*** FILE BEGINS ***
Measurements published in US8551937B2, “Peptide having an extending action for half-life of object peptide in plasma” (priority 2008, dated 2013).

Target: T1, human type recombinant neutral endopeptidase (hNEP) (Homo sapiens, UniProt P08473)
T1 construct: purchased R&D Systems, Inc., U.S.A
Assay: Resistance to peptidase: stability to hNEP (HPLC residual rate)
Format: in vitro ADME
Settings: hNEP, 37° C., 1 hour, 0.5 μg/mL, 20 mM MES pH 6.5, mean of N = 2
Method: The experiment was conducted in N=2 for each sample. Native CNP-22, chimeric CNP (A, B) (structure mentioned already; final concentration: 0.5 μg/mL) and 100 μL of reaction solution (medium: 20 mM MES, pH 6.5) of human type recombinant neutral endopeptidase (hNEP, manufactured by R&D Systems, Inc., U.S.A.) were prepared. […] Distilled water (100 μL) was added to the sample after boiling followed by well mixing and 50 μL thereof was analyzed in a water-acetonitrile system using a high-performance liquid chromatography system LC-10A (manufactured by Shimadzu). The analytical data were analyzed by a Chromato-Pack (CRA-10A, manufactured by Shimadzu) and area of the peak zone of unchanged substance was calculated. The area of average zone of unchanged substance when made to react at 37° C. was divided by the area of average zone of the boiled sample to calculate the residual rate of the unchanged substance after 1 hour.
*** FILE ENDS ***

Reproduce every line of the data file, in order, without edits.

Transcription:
Measurements published in US8551937B2, “Peptide having an extending action for half-life of object peptide in plasma” (priority 2008, dated 2013).

Target: T1, human type recombinant neutral endopeptidase (hNEP) (Homo sapiens, UniProt P08473)
T1 construct: purchased R&D Systems, Inc., U.S.A
Assay: Resistance to peptidase: stability to hNEP (HPLC residual rate)
Format: in vitro ADME
Settings: hNEP, 37° C., 1 hour, 0.5 μg/mL, 20 mM MES pH 6.5, mean of N = 2
Method: The experiment was conducted in N=2 for each sample. Native CNP-22, chimeric CNP (A, B) (structure mentioned already; final concentration: 0.5 μg/mL) and 100 μL of reaction solution (medium: 20 mM MES, pH 6.5) of human type recombinant neutral endopeptidase (hNEP, manufactured by R&D Systems, Inc., U.S.A.) were prepared. […] Distilled water (100 μL) was added to the sample after boiling followed by well mixing and 50 μL thereof was analyzed in a water-acetonitrile system using a high-performance liquid chromatography system LC-10A (manufactured by Shimadzu). The analytical data were analyzed by a Chromato-Pack (CRA-10A, manufactured by Shimadzu) and area of the peak zone of unchanged substance was calculated. The area of average zone of unchanged substance when made to react at 37° C. was divided by the area of average zone of the boiled sample to calculate the residual rate of the unchanged substance after 1 hour.